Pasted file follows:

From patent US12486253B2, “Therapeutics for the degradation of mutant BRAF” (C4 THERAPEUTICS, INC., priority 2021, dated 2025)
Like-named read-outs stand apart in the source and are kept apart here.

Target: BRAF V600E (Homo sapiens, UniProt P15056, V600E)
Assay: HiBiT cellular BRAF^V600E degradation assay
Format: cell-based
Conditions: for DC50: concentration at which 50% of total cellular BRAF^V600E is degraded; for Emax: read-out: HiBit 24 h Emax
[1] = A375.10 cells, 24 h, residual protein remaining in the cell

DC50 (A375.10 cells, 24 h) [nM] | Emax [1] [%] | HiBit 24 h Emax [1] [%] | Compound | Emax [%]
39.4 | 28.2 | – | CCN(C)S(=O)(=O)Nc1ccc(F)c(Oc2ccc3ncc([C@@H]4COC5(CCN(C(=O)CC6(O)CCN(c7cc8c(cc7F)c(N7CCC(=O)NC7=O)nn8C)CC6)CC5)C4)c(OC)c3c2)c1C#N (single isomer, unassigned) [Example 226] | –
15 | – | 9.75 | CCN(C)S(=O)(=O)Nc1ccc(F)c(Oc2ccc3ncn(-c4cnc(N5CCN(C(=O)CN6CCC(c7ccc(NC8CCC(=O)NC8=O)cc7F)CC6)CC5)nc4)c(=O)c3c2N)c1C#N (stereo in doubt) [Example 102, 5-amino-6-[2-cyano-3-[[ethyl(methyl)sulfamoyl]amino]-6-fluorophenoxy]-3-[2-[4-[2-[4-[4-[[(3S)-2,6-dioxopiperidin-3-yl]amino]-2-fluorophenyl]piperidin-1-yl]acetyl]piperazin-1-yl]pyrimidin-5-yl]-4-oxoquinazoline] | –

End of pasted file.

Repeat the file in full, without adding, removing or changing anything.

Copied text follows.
From patent US12486253B2, “Therapeutics for the degradation of mutant BRAF” (C4 THERAPEUTICS, INC., priority 2021, dated 2025)
Like-named read-outs stand apart in the source and are kept apart here.

Target: BRAF V600E (Homo sapiens, UniProt P15056, V600E)
Assay: HiBiT cellular BRAF^V600E degradation assay
Format: cell-based
Conditions: for DC50: concentration at which 50% of total cellular BRAF^V600E is degraded; for Emax: read-out: HiBit 24 h Emax
[1] = A375.10 cells, 24 h, residual protein remaining in the cell

DC50 (A375.10 cells, 24 h) [nM] | Emax [1] [%] | HiBit 24 h Emax [1] [%] | Compound | Emax [%]
39.4 | 28.2 | – | CCN(C)S(=O)(=O)Nc1ccc(F)c(Oc2ccc3ncc([C@@H]4COC5(CCN(C(=O)CC6(O)CCN(c7cc8c(cc7F)c(N7CCC(=O)NC7=O)nn8C)CC6)CC5)C4)c(OC)c3c2)c1C#N (single isomer, unassigned) [Example 226] | –
15 | – | 9.75 | CCN(C)S(=O)(=O)Nc1ccc(F)c(Oc2ccc3ncn(-c4cnc(N5CCN(C(=O)CN6CCC(c7ccc(NC8CCC(=O)NC8=O)cc7F)CC6)CC5)nc4)c(=O)c3c2N)c1C#N (stereo in doubt) [Example 102, 5-amino-6-[2-cyano-3-[[ethyl(methyl)sulfamoyl]amino]-6-fluorophenoxy]-3-[2-[4-[2-[4-[4-[[(3S)-2,6-dioxopiperidin-3-yl]amino]-2-fluorophenyl]piperidin-1-yl]acetyl]piperazin-1-yl]pyrimidin-5-yl]-4-oxoquinazoline] | –